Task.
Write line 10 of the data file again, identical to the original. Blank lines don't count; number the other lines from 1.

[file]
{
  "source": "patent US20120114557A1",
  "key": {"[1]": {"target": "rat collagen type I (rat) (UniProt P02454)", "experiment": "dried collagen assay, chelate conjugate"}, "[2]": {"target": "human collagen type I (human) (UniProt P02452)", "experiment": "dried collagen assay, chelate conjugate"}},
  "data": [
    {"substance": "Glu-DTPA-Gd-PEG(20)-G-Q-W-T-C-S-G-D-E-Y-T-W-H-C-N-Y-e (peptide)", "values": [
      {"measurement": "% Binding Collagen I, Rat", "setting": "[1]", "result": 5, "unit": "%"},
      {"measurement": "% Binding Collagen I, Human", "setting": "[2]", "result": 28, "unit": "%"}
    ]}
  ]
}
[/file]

}